Reading the Classics: Which Translation?

The 1987 Signet Edition with translation by Fahnestock & MacAfee

So, I’ve created a category to track all of my classic literature reads this year.  That’s my project this year. I’m on a mission to read as many of them as I can. I’ve bought new and used copies of so many great titles. I don’t know if I’ll ever read another crime novel again. Just kidding. I still love to read a good crime novel but I’m enjoying the classics now. I’ve decided to tackle Victor Hugo’s Les Miserables and I’m reading the definitive and unabridged Signet Edition published in 1987. The length of the book is 1469 pages long (without the Afterword) and it would be the longest book I’ve ever read. Just if you’re wondering, the last big book I read was Jonathan Strange and Mr. Norell by Susanna Clarke which was 782 pages long. Very good reading! Edited to add: No, I read Stephen King’s The Stand, which was 1200 pages. Not so good reading.

I went looking up the best translators and found that many people enjoy Lee Fahnestock and Norman MacAfee based off the C.E. Wilbour translation. I’ve heard Wilbour’s translation is stilted and hard to follow but true to the original text. You almost have to find a copy where there’s a balance  between readability while keeping close to the original story. It’s tricky work and readers have their favorites. Julie Rose came up  but someone described her translation as the MTV version.  I’ve discussed this topic-translations- before and can no longer find it so I’ve searched out opinions on what’s the best translation for some of these earlier books. In a reader poll for Hugo’s book, Norman Denny’s translation came out on top.   

As for my preference, I want a novel I can. easily read and follow that doesn’t sacrifice and butcher the original story. Back to Les Miserables – I am looking forward to this story changing my life. That’s what readers are saying everywhere. To read Les Miserables to akin to having a life experience. So stay tuned…or not. I’ll be reading or trying to read this on my vacation. Until next time…

Reading the Classics: The Age of Innocence by Edith Wharton (Everyman Library)

The Age of Innocence by Edith Wharton I’ve seen the film version of The Age of Innocence (1920) and read the book and enjoyed both equally well with the book edging out the movie.  Set in 1870,  the book is about New York high society. Rich people with influence on the social mores of the time. The Age of Innocence won the Pulitzer Prize for literature in 1921 making Edith Wharton the first woman to win it. That’s why I decided to read it. My enjoyment of this story is similar to my enjoyment of Jane Austen’s works: the portrayal of the moral and social attitudes of high society; these kind of stories are utterly fascinating to me. Edith Wharton shows how happiness and desire are sacrificed for duty and convention.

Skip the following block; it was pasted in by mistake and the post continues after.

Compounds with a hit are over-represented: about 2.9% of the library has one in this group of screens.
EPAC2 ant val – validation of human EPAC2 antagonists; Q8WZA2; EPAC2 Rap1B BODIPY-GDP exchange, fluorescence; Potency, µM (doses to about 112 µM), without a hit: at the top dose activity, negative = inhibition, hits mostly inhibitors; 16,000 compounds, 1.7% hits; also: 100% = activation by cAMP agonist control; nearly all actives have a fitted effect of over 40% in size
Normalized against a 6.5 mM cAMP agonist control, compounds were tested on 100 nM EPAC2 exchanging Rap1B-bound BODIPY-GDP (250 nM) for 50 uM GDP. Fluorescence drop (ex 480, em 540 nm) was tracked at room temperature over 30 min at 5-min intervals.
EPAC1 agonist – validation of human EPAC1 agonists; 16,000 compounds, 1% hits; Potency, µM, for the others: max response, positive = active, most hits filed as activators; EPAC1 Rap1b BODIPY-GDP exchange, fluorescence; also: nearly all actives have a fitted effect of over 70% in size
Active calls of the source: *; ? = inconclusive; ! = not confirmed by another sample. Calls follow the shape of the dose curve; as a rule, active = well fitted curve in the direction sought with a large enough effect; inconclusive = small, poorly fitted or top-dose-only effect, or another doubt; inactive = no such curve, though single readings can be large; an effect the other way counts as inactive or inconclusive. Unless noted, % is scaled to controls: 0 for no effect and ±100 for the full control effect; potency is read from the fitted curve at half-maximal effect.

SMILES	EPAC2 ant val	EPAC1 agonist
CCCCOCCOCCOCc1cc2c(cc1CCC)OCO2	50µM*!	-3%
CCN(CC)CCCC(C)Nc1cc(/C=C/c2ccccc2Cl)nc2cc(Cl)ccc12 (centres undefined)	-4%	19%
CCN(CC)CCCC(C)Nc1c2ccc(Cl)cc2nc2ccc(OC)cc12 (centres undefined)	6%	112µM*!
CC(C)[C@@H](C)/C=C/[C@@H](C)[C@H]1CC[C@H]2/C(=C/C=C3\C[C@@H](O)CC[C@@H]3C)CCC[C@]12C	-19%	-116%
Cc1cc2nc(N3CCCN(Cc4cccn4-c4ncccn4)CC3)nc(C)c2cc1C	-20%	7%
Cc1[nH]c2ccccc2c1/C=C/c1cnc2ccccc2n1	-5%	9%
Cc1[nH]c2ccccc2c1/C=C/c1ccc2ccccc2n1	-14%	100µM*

“The real loneliness is living among all these kind people who only ask one to pretend!”

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BBC America TV series: Killing Eve

A cat and mouse chase between two women.

That’s the most basic plot for this new series called Killing Eve. 

Sandra Oh stars in this series and she’s good. She plays a brilliant MI5 agent.

Jodie Comer is new to me and she’s amazing. She plays an assassin.

This series is binge-worthy and it’s already aired in April but it’s on demand. I’m watching some episodes tonight and saving the rest for my mini-vacation this weekend. I love a series that apologizes for nothing and gives you an all out twisty and fascinating crime drama. I should also point out that the series is penned by Phoebe Waller-Bridge who also wrote another excellent series, Fleabag (another series I enjoyed but it’s not for everybody). Here is an article from Variety of her discussing Killing Eve. When I read who was behind Killing Eve, that explained so much.

This is an 8 episode series that renewed for a second season before the first season even started. I’ve watched two episodes and the word of mouth on this series is legit. Rotten Tomatoes 97% certified fresh and audience score is 90%. As with everything in life, your take on this series will probably be different from mine. I like this series even though it does have flaws. So, that’s what’s been on my mind this week. Check out the trailer after the break.

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